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Impact Factor:0.917 | Ranking:Psychology 64 out of 76 | Psychology, Experimental 80 out of 85
Source:2016 Release of Journal Citation Reports, Source: 2015 Web of Science Data

Action and Puzzle Video Games Prime Different Speed/Accuracy Tradeoffs

  1. Rolf A Nelson
  2. Ian Strachan
  1. Department of Psychology, Wheaton College, Norton, MA 02766, USA
  1. e-mail: rnelson{at}wheatonma.edu


To understand the way in which video-game play affects subsequent perception and cognitive strategy, two experiments were performed in which participants played either a fast-action game or a puzzle-solving game. Before and after video-game play, participants performed a task in which both speed and accuracy were emphasized. In experiment 1 participants engaged in a location task in which they clicked a mouse on the spot where a target had appeared, and in experiment 2 they were asked to judge which of four shapes was most similar to a target shape. In both experiments, participants were much faster but less accurate after playing the action game, while they were slower but more accurate after playing the puzzle game. Results are discussed in terms of a taxonomy of video games by their cognitive and perceptual demands.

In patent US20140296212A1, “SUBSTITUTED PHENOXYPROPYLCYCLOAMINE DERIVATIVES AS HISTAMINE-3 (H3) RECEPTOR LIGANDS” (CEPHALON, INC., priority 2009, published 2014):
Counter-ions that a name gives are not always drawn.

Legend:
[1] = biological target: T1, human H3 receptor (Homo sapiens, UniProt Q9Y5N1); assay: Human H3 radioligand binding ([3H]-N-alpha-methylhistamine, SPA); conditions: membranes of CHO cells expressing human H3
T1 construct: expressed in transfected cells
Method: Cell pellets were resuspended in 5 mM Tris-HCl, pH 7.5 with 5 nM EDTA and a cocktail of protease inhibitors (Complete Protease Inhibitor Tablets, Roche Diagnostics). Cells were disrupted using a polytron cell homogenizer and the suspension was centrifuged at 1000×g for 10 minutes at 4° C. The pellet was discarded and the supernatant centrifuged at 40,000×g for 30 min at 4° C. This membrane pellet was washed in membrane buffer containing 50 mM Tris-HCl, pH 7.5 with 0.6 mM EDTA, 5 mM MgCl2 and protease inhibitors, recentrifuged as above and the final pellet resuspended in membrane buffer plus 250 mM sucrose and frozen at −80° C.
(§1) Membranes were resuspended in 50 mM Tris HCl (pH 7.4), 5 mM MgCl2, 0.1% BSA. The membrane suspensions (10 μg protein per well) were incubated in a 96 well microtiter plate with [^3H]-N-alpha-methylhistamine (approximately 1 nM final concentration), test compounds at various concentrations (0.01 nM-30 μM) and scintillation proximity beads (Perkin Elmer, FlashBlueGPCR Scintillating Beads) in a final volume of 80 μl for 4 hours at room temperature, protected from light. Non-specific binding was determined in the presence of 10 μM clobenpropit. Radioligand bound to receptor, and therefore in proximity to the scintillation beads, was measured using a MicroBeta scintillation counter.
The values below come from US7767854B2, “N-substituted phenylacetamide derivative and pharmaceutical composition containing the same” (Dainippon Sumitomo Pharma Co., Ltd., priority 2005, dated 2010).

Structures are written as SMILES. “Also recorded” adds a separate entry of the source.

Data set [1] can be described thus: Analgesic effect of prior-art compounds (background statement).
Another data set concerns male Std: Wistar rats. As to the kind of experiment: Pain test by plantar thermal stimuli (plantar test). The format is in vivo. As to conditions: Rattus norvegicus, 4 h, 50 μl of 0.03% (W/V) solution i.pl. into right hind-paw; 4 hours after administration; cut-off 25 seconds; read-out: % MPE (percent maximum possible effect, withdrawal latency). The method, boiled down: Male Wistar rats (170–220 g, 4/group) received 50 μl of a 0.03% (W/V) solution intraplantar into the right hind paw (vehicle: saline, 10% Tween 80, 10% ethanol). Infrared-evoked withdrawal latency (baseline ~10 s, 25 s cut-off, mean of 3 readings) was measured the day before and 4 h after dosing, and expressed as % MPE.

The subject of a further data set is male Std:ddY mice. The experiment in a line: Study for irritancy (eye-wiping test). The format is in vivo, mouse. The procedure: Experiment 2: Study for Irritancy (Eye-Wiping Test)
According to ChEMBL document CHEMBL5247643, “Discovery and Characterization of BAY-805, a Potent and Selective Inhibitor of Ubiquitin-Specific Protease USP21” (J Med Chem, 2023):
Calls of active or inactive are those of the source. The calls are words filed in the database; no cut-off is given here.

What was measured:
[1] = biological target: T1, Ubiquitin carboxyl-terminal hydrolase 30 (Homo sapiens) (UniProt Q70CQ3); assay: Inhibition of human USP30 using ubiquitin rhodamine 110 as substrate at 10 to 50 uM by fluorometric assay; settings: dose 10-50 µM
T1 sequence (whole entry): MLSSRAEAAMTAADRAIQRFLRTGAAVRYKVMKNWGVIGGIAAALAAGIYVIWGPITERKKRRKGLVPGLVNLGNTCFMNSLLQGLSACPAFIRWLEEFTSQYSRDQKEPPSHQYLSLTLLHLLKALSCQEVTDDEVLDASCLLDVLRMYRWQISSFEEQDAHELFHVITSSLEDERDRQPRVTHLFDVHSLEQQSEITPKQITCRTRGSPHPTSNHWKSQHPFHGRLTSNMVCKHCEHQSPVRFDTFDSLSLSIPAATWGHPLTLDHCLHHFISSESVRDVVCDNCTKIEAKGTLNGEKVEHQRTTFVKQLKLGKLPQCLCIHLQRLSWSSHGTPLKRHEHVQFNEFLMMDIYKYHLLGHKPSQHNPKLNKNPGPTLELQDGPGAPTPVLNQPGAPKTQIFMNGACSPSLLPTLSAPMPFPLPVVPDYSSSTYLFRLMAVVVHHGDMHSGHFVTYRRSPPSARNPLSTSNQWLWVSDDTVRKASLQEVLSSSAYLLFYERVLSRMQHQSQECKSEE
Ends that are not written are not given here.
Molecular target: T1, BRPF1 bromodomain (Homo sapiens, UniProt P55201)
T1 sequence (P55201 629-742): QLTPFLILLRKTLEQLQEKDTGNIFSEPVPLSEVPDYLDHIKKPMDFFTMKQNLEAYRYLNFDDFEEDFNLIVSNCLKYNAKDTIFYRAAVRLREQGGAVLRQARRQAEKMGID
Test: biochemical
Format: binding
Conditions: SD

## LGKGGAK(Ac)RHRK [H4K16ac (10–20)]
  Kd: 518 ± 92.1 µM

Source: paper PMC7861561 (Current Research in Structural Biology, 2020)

• Received November 11, 2008.
  • Revision received February 6, 2009.
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